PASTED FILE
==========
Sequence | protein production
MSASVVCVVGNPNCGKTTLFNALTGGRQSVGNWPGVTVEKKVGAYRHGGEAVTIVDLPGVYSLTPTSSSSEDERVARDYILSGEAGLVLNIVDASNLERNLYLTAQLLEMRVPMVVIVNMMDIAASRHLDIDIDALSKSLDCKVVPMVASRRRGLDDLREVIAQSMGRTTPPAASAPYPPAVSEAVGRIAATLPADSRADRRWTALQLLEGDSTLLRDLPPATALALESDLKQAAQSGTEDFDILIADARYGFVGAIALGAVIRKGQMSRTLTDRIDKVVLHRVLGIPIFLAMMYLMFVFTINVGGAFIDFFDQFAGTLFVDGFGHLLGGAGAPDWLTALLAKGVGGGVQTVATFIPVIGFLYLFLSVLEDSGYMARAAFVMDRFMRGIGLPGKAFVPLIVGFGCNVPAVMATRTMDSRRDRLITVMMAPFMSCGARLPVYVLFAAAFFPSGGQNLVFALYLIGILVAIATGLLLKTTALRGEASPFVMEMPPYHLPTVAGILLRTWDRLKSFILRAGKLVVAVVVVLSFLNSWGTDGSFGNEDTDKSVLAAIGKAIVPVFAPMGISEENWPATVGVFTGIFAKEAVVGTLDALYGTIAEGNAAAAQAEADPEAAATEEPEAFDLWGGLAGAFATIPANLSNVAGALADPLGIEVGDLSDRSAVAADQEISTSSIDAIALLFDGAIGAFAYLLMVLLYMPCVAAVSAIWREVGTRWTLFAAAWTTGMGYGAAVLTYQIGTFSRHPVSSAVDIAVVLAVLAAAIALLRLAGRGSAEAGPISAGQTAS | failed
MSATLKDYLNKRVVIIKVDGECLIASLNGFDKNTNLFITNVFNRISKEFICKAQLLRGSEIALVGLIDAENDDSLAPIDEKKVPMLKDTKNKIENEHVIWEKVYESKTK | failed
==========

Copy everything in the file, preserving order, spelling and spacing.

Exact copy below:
Sequence | protein production
MSASVVCVVGNPNCGKTTLFNALTGGRQSVGNWPGVTVEKKVGAYRHGGEAVTIVDLPGVYSLTPTSSSSEDERVARDYILSGEAGLVLNIVDASNLERNLYLTAQLLEMRVPMVVIVNMMDIAASRHLDIDIDALSKSLDCKVVPMVASRRRGLDDLREVIAQSMGRTTPPAASAPYPPAVSEAVGRIAATLPADSRADRRWTALQLLEGDSTLLRDLPPATALALESDLKQAAQSGTEDFDILIADARYGFVGAIALGAVIRKGQMSRTLTDRIDKVVLHRVLGIPIFLAMMYLMFVFTINVGGAFIDFFDQFAGTLFVDGFGHLLGGAGAPDWLTALLAKGVGGGVQTVATFIPVIGFLYLFLSVLEDSGYMARAAFVMDRFMRGIGLPGKAFVPLIVGFGCNVPAVMATRTMDSRRDRLITVMMAPFMSCGARLPVYVLFAAAFFPSGGQNLVFALYLIGILVAIATGLLLKTTALRGEASPFVMEMPPYHLPTVAGILLRTWDRLKSFILRAGKLVVAVVVVLSFLNSWGTDGSFGNEDTDKSVLAAIGKAIVPVFAPMGISEENWPATVGVFTGIFAKEAVVGTLDALYGTIAEGNAAAAQAEADPEAAATEEPEAFDLWGGLAGAFATIPANLSNVAGALADPLGIEVGDLSDRSAVAADQEISTSSIDAIALLFDGAIGAFAYLLMVLLYMPCVAAVSAIWREVGTRWTLFAAAWTTGMGYGAAVLTYQIGTFSRHPVSSAVDIAVVLAVLAAAIALLRLAGRGSAEAGPISAGQTAS | failed
MSATLKDYLNKRVVIIKVDGECLIASLNGFDKNTNLFITNVFNRISKEFICKAQLLRGSEIALVGLIDAENDDSLAPIDEKKVPMLKDTKNKIENEHVIWEKVYESKTK | failed